But Mabry suggests that imperviousness to racism, the armor that Angelena and John clanked so tightly around their daughter, somehow smothered compassion and empathy toward others and hindered her ability to admit or countenance weakness of any kind in herself. More intriguingly, Mabry writes that Rice lacks a key internal ingredient, one that separates mere holders of power from the truly great leaders: a conduit for giving or receiving strong, sometimes messy feelings. He frames this theory in the context of Rice's early ambition to be a great concert pianist, implicitly arguing that the ability to express emotions candidly is also what separates the truly great artists from the talented amateurs. In short, despite her expert fingering of Brahms on the piano keyboard, Rice simply cannot swing.

As a former music teacher of Rice's put it, she was "too detached emotionally to be a great pianist." Mabry continues with the assessment of Theodor Lichtmann, who taught Rice classical piano in Denver: "To be a musician, you have to make someone else's thoughts and emotions your own. . . . I don't think she has that interest or inclination; particularly taking someone's emotions, experiencing them, tearing them down, and building them back up. You have to be willing to be misunderstood, to be ignored." In Lichtmann's view, Rice "couldn't let herself go."

Mabry uses anecdotes such as Lichtmann's sparingly and wisely as he valiantly attempts to provide a broader, deeper view of what may lie beneath all that Alabama steel. He does not succeed, and we are not surprised.

At the same time -- and, here, finally, is the other thing -- it is unrealistic to expect a thorough autopsy to be performed on a living subject, especially one who is a big player in Bush's inner circle, that onetime temple of secrecy. Between May and November 2006, Mabry interviewed Rice twice, totaling slightly more than three hours, for this book. Not surprisingly, he found her "radiating grace and warmth" and "extraordinarily disciplined, the product of a generation of Southern African Americans who believed strongly in propriety and a stark separation between the public and the private." Typical of these topical books, however, "Twice as Good" does not spend much time handicapping Rice's future prospects, although Mabry does quote her as saying she would "love" to work in "sports management" after leaving politics. The door is opened on her political aspirations, but Rice doesn't let Mabry see any more than she wants him to see. Thus, her political persona is firmly rooted in the here and now.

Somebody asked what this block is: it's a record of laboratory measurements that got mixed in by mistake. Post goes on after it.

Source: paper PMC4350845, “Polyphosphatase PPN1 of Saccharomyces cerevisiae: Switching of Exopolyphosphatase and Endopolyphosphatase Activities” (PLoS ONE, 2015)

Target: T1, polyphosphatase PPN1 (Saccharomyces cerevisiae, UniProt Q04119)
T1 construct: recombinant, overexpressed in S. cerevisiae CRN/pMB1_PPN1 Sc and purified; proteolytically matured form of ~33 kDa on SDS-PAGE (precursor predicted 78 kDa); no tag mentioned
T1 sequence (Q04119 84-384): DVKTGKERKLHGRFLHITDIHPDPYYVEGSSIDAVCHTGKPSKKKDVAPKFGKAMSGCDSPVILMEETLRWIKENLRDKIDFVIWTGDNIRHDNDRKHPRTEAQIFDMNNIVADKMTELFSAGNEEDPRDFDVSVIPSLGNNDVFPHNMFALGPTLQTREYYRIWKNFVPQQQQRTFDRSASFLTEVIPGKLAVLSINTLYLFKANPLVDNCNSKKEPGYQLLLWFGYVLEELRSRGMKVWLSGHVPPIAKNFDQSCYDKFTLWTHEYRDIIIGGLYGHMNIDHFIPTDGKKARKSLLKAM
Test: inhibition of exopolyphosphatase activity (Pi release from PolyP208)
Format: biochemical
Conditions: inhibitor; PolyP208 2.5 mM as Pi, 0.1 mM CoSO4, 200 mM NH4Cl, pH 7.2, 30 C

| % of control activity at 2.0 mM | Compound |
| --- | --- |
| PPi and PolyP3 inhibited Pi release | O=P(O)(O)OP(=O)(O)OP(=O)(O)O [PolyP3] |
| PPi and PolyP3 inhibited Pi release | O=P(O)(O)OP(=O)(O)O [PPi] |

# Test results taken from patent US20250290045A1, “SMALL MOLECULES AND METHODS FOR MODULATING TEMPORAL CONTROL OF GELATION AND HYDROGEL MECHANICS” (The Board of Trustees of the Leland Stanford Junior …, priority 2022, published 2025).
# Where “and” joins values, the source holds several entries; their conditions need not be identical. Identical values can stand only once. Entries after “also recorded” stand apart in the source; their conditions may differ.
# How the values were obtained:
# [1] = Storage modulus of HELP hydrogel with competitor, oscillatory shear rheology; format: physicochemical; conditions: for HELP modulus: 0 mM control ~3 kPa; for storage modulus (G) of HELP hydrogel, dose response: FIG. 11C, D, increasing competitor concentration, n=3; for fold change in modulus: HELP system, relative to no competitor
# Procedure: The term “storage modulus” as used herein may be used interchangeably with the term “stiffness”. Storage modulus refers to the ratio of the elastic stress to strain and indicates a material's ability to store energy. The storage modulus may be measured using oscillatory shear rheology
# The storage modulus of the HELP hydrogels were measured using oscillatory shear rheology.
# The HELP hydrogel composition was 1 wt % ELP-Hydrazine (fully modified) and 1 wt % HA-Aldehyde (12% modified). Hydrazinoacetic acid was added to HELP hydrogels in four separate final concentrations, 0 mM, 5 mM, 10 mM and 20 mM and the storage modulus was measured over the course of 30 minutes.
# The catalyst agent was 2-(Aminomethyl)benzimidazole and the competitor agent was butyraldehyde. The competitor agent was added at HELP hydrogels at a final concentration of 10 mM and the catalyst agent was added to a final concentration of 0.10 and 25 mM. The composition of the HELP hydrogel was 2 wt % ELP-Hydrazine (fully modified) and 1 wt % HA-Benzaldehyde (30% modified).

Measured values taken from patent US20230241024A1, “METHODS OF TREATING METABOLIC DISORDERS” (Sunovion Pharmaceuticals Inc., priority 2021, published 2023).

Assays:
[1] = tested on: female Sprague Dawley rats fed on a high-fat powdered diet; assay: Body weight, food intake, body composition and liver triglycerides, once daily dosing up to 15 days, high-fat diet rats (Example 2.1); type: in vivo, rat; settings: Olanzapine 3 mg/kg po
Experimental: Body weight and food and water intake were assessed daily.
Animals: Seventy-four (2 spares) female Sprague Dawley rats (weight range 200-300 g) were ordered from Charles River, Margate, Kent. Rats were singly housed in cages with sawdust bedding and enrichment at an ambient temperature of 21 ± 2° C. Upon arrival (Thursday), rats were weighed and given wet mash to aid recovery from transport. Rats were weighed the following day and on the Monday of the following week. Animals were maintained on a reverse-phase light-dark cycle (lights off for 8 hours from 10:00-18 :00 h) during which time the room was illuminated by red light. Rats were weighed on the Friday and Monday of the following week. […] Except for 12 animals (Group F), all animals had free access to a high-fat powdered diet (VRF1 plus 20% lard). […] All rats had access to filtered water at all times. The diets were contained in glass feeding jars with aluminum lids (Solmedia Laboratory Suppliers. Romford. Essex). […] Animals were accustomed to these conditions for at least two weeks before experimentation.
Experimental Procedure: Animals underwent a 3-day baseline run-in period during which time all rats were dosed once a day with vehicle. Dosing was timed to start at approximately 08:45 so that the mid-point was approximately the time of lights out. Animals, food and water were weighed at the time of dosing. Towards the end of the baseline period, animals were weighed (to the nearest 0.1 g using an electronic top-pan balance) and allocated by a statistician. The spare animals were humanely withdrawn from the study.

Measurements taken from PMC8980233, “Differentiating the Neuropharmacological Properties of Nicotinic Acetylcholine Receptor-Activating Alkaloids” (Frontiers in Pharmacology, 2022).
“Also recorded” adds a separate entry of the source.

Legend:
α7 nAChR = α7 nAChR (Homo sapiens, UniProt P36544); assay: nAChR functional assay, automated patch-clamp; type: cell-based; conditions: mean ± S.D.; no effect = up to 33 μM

And thus, as the president's poll ratings slide into the root cellar, and indictments, investigations and other humiliating signs of unraveling mount, we are left with network-news images of Rice in various parts of the globe, smiling coolly in photo ops with heads of state as she leads the administration's late-breaking diplomatic strategy. From these images and from Mabry's yeoman work, we can see clearly that Rice will not waver in her allegiance to Bush, or in carrying out this administration's increasingly wobbly mission. But as for how or what she feels about the worsening conditions of the world's citizens most directly affected by Bush's policies, about the thousands of Iraqis and Americans who have died or been maimed, made homeless or psychologically wrecked by her and Bush's "bold democratization vision," we can only surmise.

Mabry writes smoothly and with confidence; he captures Rice's discipline and toughness, and he demonstrates cleanly where it originates. But Rice, even while agreeing to be interviewed by Mabry, succeeded in concealing the rooms we most wanted to see, the sachets, tchotchkes and hope chests that might have clued us in to the woman beneath the ramrod posture and perfect perm.